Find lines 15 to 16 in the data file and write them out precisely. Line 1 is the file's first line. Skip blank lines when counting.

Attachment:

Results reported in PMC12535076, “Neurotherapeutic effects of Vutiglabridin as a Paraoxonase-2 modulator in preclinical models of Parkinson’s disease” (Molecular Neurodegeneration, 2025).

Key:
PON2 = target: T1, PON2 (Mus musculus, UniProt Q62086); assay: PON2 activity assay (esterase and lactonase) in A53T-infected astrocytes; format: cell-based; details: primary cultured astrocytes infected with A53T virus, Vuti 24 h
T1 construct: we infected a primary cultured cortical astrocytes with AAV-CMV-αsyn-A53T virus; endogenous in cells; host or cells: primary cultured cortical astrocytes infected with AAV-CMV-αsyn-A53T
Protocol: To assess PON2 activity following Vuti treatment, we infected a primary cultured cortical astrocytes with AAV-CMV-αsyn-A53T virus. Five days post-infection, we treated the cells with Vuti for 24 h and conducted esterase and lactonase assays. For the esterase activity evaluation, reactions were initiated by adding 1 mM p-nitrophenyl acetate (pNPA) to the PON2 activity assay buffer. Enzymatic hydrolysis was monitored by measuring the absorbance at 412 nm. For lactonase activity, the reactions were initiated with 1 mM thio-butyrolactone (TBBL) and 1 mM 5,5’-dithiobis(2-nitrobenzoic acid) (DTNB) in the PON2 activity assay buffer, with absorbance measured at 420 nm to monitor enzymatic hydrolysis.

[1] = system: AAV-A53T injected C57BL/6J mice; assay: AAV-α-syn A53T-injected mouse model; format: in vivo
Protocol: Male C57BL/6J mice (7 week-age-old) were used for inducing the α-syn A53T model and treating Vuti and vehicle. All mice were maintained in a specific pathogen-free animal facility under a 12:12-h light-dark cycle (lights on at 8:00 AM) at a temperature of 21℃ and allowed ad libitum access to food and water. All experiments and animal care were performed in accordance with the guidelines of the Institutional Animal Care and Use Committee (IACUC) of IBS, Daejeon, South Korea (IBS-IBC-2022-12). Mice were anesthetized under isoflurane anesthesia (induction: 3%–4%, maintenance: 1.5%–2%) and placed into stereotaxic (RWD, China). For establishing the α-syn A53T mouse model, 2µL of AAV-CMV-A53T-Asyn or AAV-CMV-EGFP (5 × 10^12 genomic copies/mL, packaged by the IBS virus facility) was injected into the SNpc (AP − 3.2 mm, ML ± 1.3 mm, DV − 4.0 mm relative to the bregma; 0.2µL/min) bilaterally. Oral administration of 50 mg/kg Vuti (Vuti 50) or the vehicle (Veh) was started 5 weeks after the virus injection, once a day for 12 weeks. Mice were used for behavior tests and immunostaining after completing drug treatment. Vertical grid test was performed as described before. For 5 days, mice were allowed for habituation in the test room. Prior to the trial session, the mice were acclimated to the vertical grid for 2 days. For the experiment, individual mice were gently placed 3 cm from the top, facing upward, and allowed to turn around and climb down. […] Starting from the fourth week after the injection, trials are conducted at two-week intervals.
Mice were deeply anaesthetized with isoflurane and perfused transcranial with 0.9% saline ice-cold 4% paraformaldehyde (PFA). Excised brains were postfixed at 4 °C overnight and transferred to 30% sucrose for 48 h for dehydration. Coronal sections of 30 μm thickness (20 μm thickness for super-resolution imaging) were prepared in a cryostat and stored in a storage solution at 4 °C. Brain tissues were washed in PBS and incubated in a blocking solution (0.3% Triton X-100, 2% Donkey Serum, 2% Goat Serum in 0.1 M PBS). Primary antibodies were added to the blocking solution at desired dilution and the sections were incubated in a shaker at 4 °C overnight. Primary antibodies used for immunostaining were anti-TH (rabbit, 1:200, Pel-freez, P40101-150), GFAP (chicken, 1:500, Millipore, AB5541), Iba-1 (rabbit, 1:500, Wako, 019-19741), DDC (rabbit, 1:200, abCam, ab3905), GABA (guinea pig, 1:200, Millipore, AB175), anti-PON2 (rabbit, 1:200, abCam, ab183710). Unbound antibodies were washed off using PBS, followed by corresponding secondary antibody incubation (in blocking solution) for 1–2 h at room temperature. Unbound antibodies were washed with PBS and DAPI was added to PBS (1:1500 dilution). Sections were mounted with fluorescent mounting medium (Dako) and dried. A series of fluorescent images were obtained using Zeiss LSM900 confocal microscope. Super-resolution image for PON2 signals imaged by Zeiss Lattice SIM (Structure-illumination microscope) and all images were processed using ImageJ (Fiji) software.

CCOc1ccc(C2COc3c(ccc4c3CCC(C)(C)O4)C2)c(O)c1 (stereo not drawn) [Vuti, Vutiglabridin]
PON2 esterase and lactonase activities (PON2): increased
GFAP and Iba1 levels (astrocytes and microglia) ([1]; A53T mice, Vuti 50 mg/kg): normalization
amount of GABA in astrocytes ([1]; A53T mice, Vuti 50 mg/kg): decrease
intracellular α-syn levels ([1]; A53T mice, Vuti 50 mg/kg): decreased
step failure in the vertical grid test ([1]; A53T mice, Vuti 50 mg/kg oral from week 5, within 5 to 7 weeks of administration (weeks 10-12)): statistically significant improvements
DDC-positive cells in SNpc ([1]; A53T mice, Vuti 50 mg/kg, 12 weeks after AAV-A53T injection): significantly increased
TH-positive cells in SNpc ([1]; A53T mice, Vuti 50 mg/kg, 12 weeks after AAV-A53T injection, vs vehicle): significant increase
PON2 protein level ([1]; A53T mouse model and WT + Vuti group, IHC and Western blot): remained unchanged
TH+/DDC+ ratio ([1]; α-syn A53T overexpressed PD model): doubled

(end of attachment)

DDC-positive cells in SNpc ([1]; A53T mice, Vuti 50 mg/kg, 12 weeks after AAV-A53T injection): significantly increased
TH-positive cells in SNpc ([1]; A53T mice, Vuti 50 mg/kg, 12 weeks after AAV-A53T injection, vs vehicle): significant increase